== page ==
The monastery stands majestically in the gorge of the Arpa River, and the sheer red cliffs protrude menacingly into the gorge, making the view even more impressive. Noravank is famous for being a two-story church, and you can climb the very narrow stone steps along the wall of the church: not everyone would dare to climb these steps.
5. Wings of Tatev” aerial tramway
The longest aerial tramway in the world, Wings of Tatev, Armenia
The Wings of Tatev is a record-breaking attraction in Armenia. Why a record? The fact is that Wings of Tatev is the longest passenger aerial tramway in the world! “The flight” takes an average of 12 minutes and the length of the road is 5km. 752м .
A cable car passes over the Vorotan River gorge, and this road leads to the next famous landmark of Armenia – Tatev Monastery.
6. Tatev Monastery
Tatev Monastery, Armenia
Tatev Monastery was built in the 9th century. In Armenia the monastery of Tatev is of special importance and significance because for several centuries after its foundation the monastery became a scientific and educational center.
Philosophers, artists, teachers, musicians, translators and scribes lived and worked here in addition to monks.
The Echmiadzin Cathedral
The Etchmiadzin Cathedral, Armenia
The city of Echmiadzin, formerly known as Vagharshapat, was founded in the 2nd century. After the Romans defeated Artashat, Echmiadzin became the cultural and political and then religious center of Armenia and remains so to this day.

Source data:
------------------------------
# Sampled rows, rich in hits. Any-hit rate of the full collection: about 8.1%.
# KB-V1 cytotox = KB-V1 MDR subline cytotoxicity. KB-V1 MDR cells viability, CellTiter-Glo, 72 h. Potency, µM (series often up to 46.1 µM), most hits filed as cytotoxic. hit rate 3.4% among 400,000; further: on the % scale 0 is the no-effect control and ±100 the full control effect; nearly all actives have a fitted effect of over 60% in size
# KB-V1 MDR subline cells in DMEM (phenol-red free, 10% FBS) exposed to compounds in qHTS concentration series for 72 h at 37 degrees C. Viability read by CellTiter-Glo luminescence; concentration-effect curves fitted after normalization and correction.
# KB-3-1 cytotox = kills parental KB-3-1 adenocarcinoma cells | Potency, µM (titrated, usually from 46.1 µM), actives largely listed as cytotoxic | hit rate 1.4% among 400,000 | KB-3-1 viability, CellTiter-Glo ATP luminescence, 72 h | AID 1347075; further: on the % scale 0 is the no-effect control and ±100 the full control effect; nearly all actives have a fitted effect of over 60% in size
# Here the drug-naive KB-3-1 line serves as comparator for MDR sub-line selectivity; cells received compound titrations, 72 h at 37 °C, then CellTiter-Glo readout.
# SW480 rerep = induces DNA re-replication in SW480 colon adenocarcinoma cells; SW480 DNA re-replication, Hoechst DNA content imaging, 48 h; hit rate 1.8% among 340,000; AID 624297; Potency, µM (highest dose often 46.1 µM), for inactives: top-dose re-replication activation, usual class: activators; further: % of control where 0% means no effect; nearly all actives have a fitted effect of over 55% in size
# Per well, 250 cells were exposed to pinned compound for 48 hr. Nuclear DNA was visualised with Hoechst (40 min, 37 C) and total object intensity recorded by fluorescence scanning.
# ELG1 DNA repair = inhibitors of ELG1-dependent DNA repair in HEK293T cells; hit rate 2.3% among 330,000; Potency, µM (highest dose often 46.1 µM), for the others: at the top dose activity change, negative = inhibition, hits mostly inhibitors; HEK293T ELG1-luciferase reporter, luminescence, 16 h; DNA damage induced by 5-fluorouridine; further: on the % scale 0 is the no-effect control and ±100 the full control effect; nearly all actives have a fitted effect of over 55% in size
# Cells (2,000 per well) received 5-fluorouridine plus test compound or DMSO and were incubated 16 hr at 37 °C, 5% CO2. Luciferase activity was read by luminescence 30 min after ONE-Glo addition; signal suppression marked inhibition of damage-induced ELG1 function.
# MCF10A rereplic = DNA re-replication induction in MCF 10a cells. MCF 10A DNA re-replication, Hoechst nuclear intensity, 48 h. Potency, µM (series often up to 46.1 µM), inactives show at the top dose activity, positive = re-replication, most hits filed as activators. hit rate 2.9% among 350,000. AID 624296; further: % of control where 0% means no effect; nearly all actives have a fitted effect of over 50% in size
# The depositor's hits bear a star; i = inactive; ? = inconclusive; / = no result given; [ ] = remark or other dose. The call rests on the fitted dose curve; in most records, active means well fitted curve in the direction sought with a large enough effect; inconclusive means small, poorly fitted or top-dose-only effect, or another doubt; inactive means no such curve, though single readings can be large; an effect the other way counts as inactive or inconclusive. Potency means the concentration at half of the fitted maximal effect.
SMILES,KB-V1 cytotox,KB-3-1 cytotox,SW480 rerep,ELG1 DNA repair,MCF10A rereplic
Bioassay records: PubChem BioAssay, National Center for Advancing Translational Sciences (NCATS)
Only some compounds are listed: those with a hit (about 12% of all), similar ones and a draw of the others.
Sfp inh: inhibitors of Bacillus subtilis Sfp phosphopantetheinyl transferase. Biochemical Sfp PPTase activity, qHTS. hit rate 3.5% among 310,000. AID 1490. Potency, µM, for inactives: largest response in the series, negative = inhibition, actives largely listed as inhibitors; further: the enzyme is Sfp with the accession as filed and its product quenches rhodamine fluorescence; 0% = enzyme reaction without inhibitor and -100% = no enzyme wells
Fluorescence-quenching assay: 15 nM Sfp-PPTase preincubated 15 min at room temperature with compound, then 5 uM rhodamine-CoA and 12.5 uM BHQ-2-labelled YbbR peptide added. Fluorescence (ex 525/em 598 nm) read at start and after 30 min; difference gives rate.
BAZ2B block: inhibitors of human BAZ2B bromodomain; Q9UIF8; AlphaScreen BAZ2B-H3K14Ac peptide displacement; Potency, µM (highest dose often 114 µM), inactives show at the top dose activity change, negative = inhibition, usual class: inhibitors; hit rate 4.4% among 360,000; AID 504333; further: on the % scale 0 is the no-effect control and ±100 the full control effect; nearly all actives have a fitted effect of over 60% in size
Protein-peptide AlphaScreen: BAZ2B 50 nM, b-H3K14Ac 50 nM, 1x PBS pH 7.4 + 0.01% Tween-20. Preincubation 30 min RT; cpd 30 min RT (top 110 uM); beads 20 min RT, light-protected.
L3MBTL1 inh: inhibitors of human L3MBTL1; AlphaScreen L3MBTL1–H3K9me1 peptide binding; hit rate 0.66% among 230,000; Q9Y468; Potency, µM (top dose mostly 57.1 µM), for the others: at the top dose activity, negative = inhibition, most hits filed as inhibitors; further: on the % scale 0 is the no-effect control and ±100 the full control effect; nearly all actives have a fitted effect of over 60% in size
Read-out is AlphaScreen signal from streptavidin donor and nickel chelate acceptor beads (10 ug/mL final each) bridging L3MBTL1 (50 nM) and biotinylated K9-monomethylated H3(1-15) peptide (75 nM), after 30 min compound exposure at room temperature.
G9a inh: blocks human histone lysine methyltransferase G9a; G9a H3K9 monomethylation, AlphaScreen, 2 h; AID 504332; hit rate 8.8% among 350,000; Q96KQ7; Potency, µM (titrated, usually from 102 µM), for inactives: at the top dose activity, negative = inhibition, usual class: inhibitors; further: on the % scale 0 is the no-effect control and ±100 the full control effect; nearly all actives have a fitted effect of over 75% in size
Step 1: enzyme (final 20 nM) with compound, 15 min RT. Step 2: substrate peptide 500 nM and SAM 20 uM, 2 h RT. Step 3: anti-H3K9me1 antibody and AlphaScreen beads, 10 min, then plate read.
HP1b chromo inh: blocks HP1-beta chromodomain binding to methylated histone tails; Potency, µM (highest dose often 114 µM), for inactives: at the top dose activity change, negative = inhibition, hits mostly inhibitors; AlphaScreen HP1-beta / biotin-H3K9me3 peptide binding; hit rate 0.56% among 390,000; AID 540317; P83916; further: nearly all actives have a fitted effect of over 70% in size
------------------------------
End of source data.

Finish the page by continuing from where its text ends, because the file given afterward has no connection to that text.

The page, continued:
Construction of the Etchmiadzin Cathedral began in 301, after Christianity was established as the state religion in Armenia and had been underway for several centuries. So it is considered one of the first Christian temples in the world as Armenia was the first country that adopted Christianity as a state religion. Echmiadzin Cathedral is the main temple of the Armenian Apostolic Church.
8. Lake Sevan
Lake Sevan is the crown jewel of Armenian nature and the national pride of the people. Its view is mesmerizing, and the appearance of a blue spot on the horizon on the way, which grows and grows as you approach is a true surprise to visitors, even if they were, as they think, prepared for it.
Sevan is the main savior of the local population from the summer heat, because the lake is so high that the water temperature reaches 18-20C in the sultry summer.
9. Khndzoresk. Suspension bridge to the abandoned city
Khndzoresk, Cave City, Armenia